WTF Podcast

Episode 482 - Jason Isbell

For a young guy, singer-songwriter Jason Isbell has already been down the road and back again. Marc finds out about Jason’s upbringing in rural Alabama, his days as a member of Drive-By Truckers, and how sobriety gave new life to his career. This episode is sponsored by NatureBox and GoToMeeting by Citrix

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  • 26 Comments


Garmon March 26, 2014 at 6:00 am


I had never heard of Jason before, but I have seen the Muscle Shoals documentary so I decided to give this a listen. I had bought the album before the podcast was done. Great interview, great music. Thanks.

Garmon March 26, 2014 at 6:22 am


Also…. I’ve been trying figure out why he looks so familiar.

He looks EXACTLY like a young Orson Welles.

http://www.jasonisbell.com/wp-content/uploads/2013/09/JasonIsbellBWbyMichaelWilson.jpg

http://www.slate.com/content/dam/slate/articles/arts/history/2013/10/131028_HIST_OrsonWelles.jpg/_jcr_content/renditions/cq5dam.web.1280.1280.jpeg

Matthew March 26, 2014 at 9:38 am


If I didn’t know better, I’d say Jason was sixty or seventy by the sound of his voice. Guess there’s just a lot of soul in there. Really came out in the song. Good show.

Marvydoo March 26, 2014 at 9:58 am


Wow, a guy with some real history and beautiful music.  It’s weird to see somebody so young with such deep roots in southern rock.  I’d heard of this guy peripherally, but that song convinced me to check him out.  Looking forward to the second part of this story, thoroughly enjoyed the same with Dino Jr—this stuff’s amazing.

Thanks for coming through with an early episode this week.  Much appreciated.

KTrash March 26, 2014 at 10:24 am


The Allman Brothers weren’t Southern Rock and would fit in better in San Francisco? WTF?

Lauren March 26, 2014 at 11:03 am


Pow! I just shit my pants. One of my favorite musicians - Southeastern is an incredible album…I feel like my podcast and music worlds collided.

Thank you for a great interview. Can’t wait for Patterson Hood on Friday.

Wheeler March 26, 2014 at 2:04 pm


Favorite comedian of all time interviewing favorite musician, worlds colliding.  WTF just keeps getting better, looking forward to Patterson on Friday!

jt March 26, 2014 at 7:01 pm


Much respect for Jason.  I felt he put a lot of melancholy into the already heart-breakingly real lyrics of the Truckers.  I love melancholy songs and I’m glad Jason made it out on the other side.  Here’s some of Jason’s sad songs with the Truckers that hit me like a brick:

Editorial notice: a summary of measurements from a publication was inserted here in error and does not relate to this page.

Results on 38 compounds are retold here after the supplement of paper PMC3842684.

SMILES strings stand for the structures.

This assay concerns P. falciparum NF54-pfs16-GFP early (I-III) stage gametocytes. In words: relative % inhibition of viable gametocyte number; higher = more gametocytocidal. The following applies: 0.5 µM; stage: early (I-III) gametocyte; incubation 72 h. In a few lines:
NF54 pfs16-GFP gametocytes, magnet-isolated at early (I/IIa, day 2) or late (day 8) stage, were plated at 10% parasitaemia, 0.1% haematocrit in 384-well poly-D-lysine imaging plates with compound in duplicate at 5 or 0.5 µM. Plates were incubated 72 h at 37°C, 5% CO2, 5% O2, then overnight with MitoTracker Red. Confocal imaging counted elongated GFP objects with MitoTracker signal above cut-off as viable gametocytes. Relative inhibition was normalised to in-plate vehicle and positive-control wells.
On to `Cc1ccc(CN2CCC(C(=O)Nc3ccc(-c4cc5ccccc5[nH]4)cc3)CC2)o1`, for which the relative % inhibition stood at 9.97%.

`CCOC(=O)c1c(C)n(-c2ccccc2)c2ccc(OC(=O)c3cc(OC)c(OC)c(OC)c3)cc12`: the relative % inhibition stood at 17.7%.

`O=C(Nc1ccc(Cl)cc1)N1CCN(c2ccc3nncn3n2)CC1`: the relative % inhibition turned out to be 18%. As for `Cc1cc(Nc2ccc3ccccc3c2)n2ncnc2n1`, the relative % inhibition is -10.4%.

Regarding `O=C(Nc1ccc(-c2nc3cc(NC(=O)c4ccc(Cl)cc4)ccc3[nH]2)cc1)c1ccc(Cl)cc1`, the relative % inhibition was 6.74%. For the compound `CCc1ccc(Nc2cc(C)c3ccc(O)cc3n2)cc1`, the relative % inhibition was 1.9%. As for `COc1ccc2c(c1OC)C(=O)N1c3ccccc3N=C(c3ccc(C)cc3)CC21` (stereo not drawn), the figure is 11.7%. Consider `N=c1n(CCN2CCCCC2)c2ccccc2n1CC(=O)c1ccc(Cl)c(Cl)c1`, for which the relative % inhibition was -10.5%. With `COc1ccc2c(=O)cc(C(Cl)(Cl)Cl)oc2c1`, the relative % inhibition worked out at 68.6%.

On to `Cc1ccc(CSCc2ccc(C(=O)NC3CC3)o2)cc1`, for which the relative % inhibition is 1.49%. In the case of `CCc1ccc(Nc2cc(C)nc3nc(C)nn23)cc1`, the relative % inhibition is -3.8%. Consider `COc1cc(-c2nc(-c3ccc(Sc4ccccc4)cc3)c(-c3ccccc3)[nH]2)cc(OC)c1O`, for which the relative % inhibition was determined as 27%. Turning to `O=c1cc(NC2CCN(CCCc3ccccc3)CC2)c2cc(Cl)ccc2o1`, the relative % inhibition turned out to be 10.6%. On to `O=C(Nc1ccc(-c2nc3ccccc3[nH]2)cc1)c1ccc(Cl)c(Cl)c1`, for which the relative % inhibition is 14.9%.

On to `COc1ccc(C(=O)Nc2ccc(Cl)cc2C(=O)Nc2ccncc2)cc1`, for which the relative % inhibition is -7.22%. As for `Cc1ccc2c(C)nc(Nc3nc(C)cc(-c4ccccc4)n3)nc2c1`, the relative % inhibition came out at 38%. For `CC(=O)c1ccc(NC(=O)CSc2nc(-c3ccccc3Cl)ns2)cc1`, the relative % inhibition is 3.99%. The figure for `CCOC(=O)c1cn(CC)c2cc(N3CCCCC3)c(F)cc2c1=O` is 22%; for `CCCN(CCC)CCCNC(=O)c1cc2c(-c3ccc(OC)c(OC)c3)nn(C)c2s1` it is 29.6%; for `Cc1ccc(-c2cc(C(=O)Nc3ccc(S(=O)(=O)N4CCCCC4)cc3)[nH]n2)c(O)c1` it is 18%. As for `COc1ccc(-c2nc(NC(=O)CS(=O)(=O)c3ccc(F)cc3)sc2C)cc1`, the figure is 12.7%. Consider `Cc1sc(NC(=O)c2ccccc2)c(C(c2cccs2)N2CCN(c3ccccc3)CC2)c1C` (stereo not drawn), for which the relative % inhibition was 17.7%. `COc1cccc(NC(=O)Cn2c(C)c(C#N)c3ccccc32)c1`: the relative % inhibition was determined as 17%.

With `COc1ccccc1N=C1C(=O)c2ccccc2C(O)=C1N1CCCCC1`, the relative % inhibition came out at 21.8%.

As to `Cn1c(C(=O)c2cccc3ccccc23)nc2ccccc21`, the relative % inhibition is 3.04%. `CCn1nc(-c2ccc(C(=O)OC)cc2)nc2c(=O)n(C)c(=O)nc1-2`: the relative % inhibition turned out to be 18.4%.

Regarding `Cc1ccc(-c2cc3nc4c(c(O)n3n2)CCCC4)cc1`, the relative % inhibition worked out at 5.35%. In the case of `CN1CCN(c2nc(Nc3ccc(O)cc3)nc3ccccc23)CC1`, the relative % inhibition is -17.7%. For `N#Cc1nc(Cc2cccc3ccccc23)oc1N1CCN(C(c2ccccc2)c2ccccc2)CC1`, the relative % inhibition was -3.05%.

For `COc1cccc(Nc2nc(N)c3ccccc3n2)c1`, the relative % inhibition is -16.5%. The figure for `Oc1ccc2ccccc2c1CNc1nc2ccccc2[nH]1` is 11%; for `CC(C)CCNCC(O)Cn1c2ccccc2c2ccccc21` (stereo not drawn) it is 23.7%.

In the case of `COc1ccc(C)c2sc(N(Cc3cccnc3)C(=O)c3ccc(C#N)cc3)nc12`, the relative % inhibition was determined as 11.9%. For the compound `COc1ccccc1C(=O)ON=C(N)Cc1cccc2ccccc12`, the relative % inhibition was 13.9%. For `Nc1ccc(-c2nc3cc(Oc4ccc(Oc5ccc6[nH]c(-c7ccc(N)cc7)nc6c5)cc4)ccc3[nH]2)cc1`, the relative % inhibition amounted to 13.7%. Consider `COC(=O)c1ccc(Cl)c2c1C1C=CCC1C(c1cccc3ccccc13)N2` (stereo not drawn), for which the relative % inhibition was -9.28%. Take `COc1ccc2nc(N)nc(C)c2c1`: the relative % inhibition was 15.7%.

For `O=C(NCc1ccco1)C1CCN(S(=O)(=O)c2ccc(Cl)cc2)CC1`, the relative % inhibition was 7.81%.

http://www.youtube.com/watch?v=2WGu7dEjPsg&feature=kp

Stuart March 26, 2014 at 11:26 pm


Don’t know enough sad, broken people? Would you like to learn about the seedy underbelly of the American Entertainment industry? Do you like Jews? If so, listen to “WTF” with Marc Maron.

Schmeep March 27, 2014 at 9:09 am


I saw Jason last summer sandwiched between some Rockabilly greats and Nick Lowe (!)  Unfortunately he really didn’t have the chops to keep up with the others, and his songs didn’t hold a candle to the others.  I hope that he can develop into a deeper musician, but he’s certainly not there yet.

David Rosen March 27, 2014 at 1:18 pm


Holy fuck how do I not know his music? I’m a huge Ryan Adams fan so I probably should have found him sooner but now it’s time for me to listen to some music…

philip kobylarz March 27, 2014 at 4:34 pm


jason was my poetry student in memphis 16 years ago. as a chubby, geeky kid, i saw pure genius in his poems, now songs. i have seen him evolve from a goofy kid with a spark of talent into a fine musician. just wait, he’ll always play and he’s the highest caliber performer yet in his heart there lies a fantastic writer. we will all be amazed my his future works; this is just stage 1 of his genius!

Fred Garvin March 27, 2014 at 10:11 pm


I read Schmeep’s comments sandwiched between Stuart and David Rosen (!).  Unfortunately, he really didn’t have the chops to keep up with any of the folks who left comments, and his remarks really made him look like an asshole.  I hope he can develop into an adult, but he’s certainly not there yet.